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I just want to use Oracle's Java 7 JVM to make sure Eclipse is running as fast as it can. What is going here? Which one should I choose?

$ sudo update-alternatives --config java
There are 4 choices for the alternative java (providing /usr/bin/java).

  Selection    Path                                            Priority   Status
  0            /usr/lib/jvm/java-7-oracle/jre/bin/java          1055      auto mode
  1            /usr/lib/jvm/java-7-openjdk-amd64/jre/bin/java   1051      manual mode
* 2            /usr/lib/jvm/java-7-oracle/bin/java              1         manual mode
  3            /usr/lib/jvm/java-7-oracle/jre/bin/java          1055      manual mode
  4            /usr/lib/jvm/jre1.7.0/bin/java                   3         manual mode

Press enter to keep the current choice[*], or type selection number: 
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Looks like you have multiple JVMs installed, including a JDK – Thorbjørn Ravn Andersen Dec 15 '12 at 9:02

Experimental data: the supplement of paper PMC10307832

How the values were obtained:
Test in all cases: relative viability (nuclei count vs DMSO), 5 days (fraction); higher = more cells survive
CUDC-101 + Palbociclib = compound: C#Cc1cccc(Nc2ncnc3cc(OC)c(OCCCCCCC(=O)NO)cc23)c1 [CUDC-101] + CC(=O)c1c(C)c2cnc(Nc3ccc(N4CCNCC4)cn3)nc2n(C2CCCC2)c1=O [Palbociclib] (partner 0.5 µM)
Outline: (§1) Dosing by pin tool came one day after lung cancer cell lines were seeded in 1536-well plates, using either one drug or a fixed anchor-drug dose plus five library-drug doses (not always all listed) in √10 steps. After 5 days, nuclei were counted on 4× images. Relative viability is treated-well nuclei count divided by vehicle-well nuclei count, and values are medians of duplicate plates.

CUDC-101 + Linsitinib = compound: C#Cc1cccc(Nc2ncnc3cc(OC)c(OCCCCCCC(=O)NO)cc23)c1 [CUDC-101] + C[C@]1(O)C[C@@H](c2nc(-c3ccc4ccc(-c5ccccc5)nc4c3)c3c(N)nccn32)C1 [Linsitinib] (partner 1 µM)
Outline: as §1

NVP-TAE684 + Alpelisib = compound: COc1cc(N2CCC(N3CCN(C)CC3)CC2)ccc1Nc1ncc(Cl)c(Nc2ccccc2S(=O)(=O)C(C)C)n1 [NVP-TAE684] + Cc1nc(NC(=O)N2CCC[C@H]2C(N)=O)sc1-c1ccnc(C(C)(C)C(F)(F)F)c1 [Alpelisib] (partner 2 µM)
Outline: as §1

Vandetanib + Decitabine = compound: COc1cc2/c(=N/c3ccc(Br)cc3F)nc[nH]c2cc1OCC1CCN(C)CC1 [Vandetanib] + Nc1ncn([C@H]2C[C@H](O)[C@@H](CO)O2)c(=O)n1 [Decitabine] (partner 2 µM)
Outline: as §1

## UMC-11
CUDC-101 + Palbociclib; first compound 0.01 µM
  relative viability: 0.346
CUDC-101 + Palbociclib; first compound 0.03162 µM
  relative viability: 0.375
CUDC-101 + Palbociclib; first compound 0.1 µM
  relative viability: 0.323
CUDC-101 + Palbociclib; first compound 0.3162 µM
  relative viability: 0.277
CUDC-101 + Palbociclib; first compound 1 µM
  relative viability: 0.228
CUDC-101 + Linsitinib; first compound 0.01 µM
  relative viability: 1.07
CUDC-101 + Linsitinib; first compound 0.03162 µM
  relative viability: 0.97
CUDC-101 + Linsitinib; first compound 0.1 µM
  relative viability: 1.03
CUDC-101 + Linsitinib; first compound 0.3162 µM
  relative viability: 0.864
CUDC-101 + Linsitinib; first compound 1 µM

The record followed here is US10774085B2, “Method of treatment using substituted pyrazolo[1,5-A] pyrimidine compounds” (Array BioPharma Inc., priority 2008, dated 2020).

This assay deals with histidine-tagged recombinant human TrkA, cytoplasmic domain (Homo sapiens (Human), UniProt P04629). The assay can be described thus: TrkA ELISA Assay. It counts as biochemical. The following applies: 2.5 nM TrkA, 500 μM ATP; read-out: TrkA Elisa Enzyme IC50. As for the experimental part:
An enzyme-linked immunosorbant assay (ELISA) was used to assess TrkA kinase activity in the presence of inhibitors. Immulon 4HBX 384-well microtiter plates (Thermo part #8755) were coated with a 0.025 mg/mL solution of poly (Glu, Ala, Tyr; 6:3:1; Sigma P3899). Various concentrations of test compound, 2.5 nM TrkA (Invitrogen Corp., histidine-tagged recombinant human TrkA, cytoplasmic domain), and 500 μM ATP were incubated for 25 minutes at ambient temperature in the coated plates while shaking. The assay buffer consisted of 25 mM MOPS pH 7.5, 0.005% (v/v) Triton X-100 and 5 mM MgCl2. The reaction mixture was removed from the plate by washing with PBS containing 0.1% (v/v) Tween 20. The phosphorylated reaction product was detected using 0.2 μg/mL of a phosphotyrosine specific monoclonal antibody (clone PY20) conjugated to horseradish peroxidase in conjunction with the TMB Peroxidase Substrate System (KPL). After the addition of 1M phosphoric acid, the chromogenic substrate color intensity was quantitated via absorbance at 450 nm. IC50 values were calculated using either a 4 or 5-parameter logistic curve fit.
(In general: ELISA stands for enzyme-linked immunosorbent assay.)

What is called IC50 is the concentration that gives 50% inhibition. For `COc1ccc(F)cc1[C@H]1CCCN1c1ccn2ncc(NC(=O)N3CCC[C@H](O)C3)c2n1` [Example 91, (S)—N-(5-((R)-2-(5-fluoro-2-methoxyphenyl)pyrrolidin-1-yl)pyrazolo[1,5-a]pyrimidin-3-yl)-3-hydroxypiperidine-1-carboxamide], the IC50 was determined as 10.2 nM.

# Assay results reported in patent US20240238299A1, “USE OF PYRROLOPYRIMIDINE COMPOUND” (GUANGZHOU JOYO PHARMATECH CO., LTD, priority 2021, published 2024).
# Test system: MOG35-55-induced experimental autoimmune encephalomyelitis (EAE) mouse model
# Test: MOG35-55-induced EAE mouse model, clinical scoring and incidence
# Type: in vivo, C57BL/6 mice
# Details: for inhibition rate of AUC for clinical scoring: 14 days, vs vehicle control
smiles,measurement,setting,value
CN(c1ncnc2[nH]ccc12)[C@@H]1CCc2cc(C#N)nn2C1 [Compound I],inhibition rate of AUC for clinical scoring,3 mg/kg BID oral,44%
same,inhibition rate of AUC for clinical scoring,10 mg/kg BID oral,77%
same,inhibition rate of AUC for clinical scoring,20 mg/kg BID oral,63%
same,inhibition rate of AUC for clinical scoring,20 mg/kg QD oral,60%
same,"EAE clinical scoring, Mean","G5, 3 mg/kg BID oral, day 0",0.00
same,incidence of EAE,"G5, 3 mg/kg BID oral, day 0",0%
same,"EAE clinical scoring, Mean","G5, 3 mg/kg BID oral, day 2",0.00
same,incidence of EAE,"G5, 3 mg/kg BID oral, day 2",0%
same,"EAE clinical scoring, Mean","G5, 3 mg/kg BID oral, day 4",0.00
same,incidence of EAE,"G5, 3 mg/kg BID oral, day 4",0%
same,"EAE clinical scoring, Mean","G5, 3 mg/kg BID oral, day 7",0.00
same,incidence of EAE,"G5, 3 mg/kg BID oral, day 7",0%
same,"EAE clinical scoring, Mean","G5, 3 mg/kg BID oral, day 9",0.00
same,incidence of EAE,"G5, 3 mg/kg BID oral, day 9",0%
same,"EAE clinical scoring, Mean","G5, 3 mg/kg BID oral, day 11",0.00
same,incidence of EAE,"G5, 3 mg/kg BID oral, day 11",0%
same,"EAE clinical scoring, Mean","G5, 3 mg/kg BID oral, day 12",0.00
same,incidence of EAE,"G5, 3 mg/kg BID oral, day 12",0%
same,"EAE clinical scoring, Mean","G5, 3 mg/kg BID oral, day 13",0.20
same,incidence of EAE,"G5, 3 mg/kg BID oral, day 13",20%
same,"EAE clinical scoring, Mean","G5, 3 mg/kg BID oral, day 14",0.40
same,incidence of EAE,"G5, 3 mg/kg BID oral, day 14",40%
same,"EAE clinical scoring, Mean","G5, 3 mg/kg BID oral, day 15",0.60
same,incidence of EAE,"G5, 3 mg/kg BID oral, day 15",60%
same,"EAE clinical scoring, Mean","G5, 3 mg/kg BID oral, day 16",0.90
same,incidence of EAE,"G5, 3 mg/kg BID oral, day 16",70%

Also, if you want Eclipse to be as fast as it can, it is my experience that you should focus on RAM. – Thorbjørn Ravn Andersen May 2 '13 at 8:15

2 Answers 2

up vote 8 down vote accepted

This ...

0 /usr/lib/jvm/java-7-oracle/jre/bin/java

... is Oracle JDK's bundled JRE. This ...

1 /usr/lib/jvm/java-7-openjdk-amd64/jre/bin/java

... is Open JDK's bundled JRE. This ...

2 /usr/lib/jvm/java-7-oracle/bin/java

... is Oracle's JDK. This ...

3 /usr/lib/jvm/java-7-oracle/jre/bin/java

... is a repeat of number 1. This ...

4 /usr/lib/jvm/jre1.7.0/bin/java

... is an independent JRE (probably Oracle`s but I don't know because it doesn't say on the file path).

I will for the moment assume you know the different between JDK and JRE. Every JDK has a bundled JRE. They will be usually in the JDK install folder name JRE.

Oracle's JDK and JRE is a bit better than OpenJDK so I suggest you use 0 for runtime and 2 for development.

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Try running each of those path with -version to see what they say to be. Say:

$ /usr/lib/jvm/java-7-oracle/jre/bin/java -version

You can then check with aptitude search jdk to see what packages you have installed, for example, and try to match them.

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